My Journey as the Youngest in the Office and What It Taught Me About Professionalism

When I first started working as an Administrative Assistant in a Graduate School Department, I thought I’d made it. It was a consistent job on campus that meant my only commute time was the 10 minutes it took to walk across campus and working in this section meant I'd get a little glimpse into what the admissions process was like for if I ever decided to go to grad school. What I didn't realize was that my new coworkers consisted of a handful of staff members, tons of professors, and a bunch of students who were all older than I was. I knew that I had the work ethic to succeed in this job, but I worried about how others would perceive me and that at the slightest slip up I, and others, would see my age weighing on me. 

My first day of work was a Friday late last September and absolutely nobody was in the office; my superiors were out on emergencies and none of the faculty were to be found. My only task was simple: virtual onboarding. I felt good setting up my employee e-mail and the mainline voicemail, and all the training for my different responsibilities seemed easy enough. The trouble came any time a student passed the big glass window adjacent to my desk and looked confused to see me sitting there. I told myself that it was because they weren't aware someone new would be starting, but deep down inside I worried it was because I didn't look a day over 16 years old. Finally, a graduate student gave me my first real task when they needed me to print some forms for the academic advisor. As we made small talk, the inevitable question was raised: “So are you a student in another graduate program?”  “No, actually I'm an undergrad in the English program right now. One more year to go!” “Oh wow, so how old are you?”  “...20 years old”

“OMG, you're just a baby!”

It didn't offend me as much as it made me worry that other people were also seeing me through the same rose-colored glasses. With a staff consisting of only two people and my bosses yet to be introduced to, I started to panic a little. What would they say when I had to change my schedule for my classes every semester? Would they feel the age difference when I jumped up to request all the student holidays off for a chance to go home? Or maybe my lack of knowledge of what a "Capstone" or "Defense" was would be enough to show my age. Would they realize I was younger than all the other Administrative Assistants in the building? I didn't want to have to compromise the parts of my life that made being a college student fun to feel or pretend to be more mature.

Courtesy: Giphy

Everything changed when I met my bosses the following week. My bosses and the staff had an in-depth hours-long meeting with me about what my priorities would be in the office, which one of them I would go to with questions, and what departmental projects we would need to get rolling with the proper support personnel. One of these things was a display case downstairs that everyone thought looked like it was stuck in the '80s. I'm talking about the funky borders and construction paper we all put on our middle school science fair projects (yeah, you know the ones). They wanted the display to be more modern, made digitally and printed like wallpaper, and before I could even think it through, the offer to try to whip up some designs was pouring out of my mouth. I had been Photoshop certified in high school so I knew a thing or two about design, but after barely being in the department a day, I didn't know what kind of work they would need or want for this project. I had effectively put my foot in my mouth and I knew that this would be my priority for the next few weeks, on top of all the administrative tasks I would have to take on daily.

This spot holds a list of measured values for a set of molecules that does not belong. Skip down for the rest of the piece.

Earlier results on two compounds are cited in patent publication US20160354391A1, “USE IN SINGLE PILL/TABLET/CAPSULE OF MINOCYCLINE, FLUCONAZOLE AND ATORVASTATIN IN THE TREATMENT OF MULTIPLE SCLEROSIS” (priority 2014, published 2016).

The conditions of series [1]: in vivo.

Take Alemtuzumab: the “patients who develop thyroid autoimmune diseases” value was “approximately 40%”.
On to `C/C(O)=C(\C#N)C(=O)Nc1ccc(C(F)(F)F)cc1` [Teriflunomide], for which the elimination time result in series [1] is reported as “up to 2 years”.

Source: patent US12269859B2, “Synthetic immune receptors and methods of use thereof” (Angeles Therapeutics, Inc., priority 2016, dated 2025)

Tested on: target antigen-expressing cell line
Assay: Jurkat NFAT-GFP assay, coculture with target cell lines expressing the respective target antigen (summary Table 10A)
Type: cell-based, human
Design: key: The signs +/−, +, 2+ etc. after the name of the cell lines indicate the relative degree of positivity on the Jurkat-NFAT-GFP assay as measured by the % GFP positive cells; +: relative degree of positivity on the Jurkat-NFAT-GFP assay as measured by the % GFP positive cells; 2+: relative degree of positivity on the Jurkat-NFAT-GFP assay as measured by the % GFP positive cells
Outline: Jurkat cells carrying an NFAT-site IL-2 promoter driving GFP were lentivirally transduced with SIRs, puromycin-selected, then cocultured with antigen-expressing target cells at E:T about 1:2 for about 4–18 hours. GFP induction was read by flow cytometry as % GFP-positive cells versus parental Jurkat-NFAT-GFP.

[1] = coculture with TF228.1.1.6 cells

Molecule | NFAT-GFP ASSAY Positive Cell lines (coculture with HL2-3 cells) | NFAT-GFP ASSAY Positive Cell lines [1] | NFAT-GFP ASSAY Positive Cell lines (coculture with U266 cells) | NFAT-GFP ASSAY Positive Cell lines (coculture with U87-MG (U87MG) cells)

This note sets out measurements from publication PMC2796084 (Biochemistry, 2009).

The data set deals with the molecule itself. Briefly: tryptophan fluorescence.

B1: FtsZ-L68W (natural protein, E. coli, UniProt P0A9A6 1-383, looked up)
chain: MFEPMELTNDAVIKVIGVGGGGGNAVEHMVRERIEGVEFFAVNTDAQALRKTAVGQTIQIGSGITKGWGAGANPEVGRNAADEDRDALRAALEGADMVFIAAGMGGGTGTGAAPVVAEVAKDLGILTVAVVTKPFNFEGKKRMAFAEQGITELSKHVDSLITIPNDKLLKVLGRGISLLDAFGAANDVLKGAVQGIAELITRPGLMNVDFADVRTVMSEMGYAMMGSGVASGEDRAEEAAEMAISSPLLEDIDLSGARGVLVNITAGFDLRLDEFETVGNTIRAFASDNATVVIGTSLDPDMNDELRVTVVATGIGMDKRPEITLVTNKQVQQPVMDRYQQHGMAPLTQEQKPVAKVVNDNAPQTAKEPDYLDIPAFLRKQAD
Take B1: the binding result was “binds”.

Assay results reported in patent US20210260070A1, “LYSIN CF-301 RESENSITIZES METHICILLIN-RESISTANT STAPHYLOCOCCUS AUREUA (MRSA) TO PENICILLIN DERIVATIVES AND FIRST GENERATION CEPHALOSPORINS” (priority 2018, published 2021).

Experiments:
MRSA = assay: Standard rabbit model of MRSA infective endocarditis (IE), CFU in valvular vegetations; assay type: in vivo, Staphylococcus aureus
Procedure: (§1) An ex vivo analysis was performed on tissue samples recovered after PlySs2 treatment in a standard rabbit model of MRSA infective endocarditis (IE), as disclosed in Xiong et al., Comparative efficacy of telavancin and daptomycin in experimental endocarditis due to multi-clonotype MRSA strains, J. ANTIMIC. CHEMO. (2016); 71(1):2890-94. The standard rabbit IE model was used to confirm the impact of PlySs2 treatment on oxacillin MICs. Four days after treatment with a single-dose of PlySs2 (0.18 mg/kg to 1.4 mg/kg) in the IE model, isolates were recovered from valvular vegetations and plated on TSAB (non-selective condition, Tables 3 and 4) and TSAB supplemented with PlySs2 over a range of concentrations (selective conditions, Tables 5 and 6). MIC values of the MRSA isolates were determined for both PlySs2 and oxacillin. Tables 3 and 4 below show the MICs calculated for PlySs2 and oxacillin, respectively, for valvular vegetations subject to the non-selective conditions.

If nothing else, that project taught me some things! I spent two months in the office and on my own time working on making the display just right. It was a 60”x120” display case and I needed to make sure I got the proper information on that I captured the style the department envisioned. The project ended up being a blessing in disguise! I permanently took up a graphic design role after the display case was finished and now I get to work on everything from display cases to promotional materials distributed to potential students all over the world.

My age isn't something that has hindered me in the workplace, it's actually helped me be more involved around the department. I get asked to sit in on meetings regarding recruitment to provide my perspective as an undergraduate student looking into grad schools and I get asked for my opinion on everything from furniture to the pictures we post to maintain a relevant aesthetic on social media. 

It feels good to be appreciated by my superiors who have so much experience and so many accomplishments under their belts. I’ve realized that my level of professionalism is not determined by my age or lack of experience, but it's about what I put into my work every day. I handle the curve balls that come my way like I've been here as long as everybody else. I have formed relationships with my superiors that make me comfortable to discuss when I feel that I am not suited for a task, and I do not feel inexperienced in having to do so.

Professionalism is not saying yes to everything in the hopes that you will look more capable, it's taking advantage of opportunities to grow and knowing that you can turn down things that are going to overwhelm you. My job has not only allowed me to explore what being professional at 21 years old entails, but it's also taught me about the kind of professional I want to be when I am working with younger people in the future, and that is something invaluable to me as I graduate and start working on my career. Want to see more HCFSU? Be sure to like us on Facebook and follow us on InstagramTwitter, and Pinterest!